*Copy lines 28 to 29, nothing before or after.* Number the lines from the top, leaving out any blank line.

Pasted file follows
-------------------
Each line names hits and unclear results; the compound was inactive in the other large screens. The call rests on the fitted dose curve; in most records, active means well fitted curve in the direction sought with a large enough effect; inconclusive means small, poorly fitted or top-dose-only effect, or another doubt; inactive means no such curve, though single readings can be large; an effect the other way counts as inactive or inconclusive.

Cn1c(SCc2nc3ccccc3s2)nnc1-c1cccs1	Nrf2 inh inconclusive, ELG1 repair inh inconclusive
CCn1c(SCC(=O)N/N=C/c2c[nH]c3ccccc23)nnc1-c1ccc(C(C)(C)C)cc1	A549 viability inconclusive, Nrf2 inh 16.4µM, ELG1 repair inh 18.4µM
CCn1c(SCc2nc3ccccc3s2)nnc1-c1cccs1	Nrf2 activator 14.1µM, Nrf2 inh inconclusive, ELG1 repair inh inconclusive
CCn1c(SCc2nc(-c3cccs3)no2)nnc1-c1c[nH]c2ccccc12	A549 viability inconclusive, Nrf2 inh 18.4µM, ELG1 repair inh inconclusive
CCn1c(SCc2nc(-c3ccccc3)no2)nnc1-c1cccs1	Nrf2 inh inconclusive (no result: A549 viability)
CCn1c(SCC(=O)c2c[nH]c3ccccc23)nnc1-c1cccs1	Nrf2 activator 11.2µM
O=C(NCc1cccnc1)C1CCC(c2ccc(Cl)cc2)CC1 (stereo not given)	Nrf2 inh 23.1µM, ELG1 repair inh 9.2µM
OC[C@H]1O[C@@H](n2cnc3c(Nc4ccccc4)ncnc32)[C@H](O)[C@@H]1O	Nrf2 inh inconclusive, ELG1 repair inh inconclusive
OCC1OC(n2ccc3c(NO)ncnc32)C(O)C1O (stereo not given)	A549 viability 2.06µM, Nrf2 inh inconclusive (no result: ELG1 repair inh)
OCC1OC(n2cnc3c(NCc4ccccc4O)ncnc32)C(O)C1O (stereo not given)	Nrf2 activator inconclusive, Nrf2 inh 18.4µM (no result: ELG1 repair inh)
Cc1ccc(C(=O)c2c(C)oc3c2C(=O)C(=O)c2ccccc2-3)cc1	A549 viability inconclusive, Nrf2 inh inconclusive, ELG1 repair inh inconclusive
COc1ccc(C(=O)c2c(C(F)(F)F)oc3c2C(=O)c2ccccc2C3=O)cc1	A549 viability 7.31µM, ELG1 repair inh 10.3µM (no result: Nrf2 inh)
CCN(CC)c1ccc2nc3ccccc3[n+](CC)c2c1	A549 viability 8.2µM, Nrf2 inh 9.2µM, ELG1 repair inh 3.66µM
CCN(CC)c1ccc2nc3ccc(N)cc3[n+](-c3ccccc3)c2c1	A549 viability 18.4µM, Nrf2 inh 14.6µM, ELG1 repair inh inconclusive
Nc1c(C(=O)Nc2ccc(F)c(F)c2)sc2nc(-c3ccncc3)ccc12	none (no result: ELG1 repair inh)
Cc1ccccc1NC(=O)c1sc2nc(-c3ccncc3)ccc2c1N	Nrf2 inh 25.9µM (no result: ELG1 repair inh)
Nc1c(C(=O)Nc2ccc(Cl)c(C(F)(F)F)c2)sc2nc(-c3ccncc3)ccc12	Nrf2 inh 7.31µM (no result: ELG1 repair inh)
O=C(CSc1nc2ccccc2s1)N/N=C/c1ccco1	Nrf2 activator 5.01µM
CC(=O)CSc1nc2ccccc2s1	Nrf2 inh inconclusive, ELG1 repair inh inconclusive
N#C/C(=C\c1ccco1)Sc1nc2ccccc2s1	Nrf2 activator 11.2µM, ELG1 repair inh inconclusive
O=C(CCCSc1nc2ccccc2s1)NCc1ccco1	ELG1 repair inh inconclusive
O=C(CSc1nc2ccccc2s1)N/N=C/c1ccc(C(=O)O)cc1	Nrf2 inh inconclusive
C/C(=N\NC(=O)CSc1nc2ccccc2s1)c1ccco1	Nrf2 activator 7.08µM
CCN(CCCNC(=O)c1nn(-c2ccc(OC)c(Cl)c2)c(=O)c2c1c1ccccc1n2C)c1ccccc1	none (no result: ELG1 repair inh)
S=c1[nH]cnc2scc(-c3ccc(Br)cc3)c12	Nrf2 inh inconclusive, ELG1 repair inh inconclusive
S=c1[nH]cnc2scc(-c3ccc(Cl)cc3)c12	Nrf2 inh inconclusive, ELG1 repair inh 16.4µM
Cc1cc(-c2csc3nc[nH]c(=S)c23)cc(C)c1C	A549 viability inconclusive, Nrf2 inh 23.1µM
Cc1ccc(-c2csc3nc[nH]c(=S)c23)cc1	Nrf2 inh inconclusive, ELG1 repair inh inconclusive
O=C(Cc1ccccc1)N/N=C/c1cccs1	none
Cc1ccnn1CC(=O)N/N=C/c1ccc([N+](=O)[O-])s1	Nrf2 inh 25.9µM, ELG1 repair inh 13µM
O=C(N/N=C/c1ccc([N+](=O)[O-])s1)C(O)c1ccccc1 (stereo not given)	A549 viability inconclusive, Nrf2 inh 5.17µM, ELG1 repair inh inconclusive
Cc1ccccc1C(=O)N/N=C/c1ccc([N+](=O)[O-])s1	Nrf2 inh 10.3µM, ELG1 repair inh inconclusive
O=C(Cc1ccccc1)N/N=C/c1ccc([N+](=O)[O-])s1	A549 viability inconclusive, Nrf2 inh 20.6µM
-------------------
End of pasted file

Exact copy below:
Cc1cc(-c2csc3nc[nH]c(=S)c23)cc(C)c1C	A549 viability inconclusive, Nrf2 inh 23.1µM
Cc1ccc(-c2csc3nc[nH]c(=S)c23)cc1	Nrf2 inh inconclusive, ELG1 repair inh inconclusive